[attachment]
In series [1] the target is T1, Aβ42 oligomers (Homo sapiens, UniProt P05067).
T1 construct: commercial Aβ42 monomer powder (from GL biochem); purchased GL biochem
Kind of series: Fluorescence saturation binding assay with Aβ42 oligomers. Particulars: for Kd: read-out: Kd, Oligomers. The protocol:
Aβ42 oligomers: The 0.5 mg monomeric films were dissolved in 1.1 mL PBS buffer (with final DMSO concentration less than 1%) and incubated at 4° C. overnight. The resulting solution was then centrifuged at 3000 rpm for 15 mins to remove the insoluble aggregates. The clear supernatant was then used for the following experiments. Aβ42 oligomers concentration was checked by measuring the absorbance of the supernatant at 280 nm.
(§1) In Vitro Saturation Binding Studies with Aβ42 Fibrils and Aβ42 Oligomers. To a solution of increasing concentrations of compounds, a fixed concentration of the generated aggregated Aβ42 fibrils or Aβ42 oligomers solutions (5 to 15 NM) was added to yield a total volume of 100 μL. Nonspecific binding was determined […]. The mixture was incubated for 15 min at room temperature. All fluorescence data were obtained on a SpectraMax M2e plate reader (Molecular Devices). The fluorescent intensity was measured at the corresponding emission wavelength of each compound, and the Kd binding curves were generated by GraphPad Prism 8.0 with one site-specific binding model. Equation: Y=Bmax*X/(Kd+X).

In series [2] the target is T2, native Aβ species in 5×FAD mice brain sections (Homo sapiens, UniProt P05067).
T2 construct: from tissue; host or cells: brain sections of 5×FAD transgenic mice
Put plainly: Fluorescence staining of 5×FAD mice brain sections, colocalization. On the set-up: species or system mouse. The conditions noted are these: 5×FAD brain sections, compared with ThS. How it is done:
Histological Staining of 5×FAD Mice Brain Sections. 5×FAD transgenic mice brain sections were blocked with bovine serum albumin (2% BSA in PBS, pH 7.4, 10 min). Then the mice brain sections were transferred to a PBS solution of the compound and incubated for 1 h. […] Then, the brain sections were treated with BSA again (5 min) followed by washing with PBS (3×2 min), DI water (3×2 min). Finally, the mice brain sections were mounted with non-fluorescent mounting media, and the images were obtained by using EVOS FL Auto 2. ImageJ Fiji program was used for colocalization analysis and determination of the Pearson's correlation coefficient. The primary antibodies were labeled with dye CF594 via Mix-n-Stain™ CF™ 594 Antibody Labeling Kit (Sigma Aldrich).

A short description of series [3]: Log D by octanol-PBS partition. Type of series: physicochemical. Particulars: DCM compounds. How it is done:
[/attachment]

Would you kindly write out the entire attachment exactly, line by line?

In series [1] the target is T1, Aβ42 oligomers (Homo sapiens, UniProt P05067).
T1 construct: commercial Aβ42 monomer powder (from GL biochem); purchased GL biochem
Kind of series: Fluorescence saturation binding assay with Aβ42 oligomers. Particulars: for Kd: read-out: Kd, Oligomers. The protocol:
Aβ42 oligomers: The 0.5 mg monomeric films were dissolved in 1.1 mL PBS buffer (with final DMSO concentration less than 1%) and incubated at 4° C. overnight. The resulting solution was then centrifuged at 3000 rpm for 15 mins to remove the insoluble aggregates. The clear supernatant was then used for the following experiments. Aβ42 oligomers concentration was checked by measuring the absorbance of the supernatant at 280 nm.
(§1) In Vitro Saturation Binding Studies with Aβ42 Fibrils and Aβ42 Oligomers. To a solution of increasing concentrations of compounds, a fixed concentration of the generated aggregated Aβ42 fibrils or Aβ42 oligomers solutions (5 to 15 NM) was added to yield a total volume of 100 μL. Nonspecific binding was determined […]. The mixture was incubated for 15 min at room temperature. All fluorescence data were obtained on a SpectraMax M2e plate reader (Molecular Devices). The fluorescent intensity was measured at the corresponding emission wavelength of each compound, and the Kd binding curves were generated by GraphPad Prism 8.0 with one site-specific binding model. Equation: Y=Bmax*X/(Kd+X).

In series [2] the target is T2, native Aβ species in 5×FAD mice brain sections (Homo sapiens, UniProt P05067).
T2 construct: from tissue; host or cells: brain sections of 5×FAD transgenic mice
Put plainly: Fluorescence staining of 5×FAD mice brain sections, colocalization. On the set-up: species or system mouse. The conditions noted are these: 5×FAD brain sections, compared with ThS. How it is done:
Histological Staining of 5×FAD Mice Brain Sections. 5×FAD transgenic mice brain sections were blocked with bovine serum albumin (2% BSA in PBS, pH 7.4, 10 min). Then the mice brain sections were transferred to a PBS solution of the compound and incubated for 1 h. […] Then, the brain sections were treated with BSA again (5 min) followed by washing with PBS (3×2 min), DI water (3×2 min). Finally, the mice brain sections were mounted with non-fluorescent mounting media, and the images were obtained by using EVOS FL Auto 2. ImageJ Fiji program was used for colocalization analysis and determination of the Pearson's correlation coefficient. The primary antibodies were labeled with dye CF594 via Mix-n-Stain™ CF™ 594 Antibody Labeling Kit (Sigma Aldrich).

A short description of series [3]: Log D by octanol-PBS partition. Type of series: physicochemical. Particulars: DCM compounds. How it is done: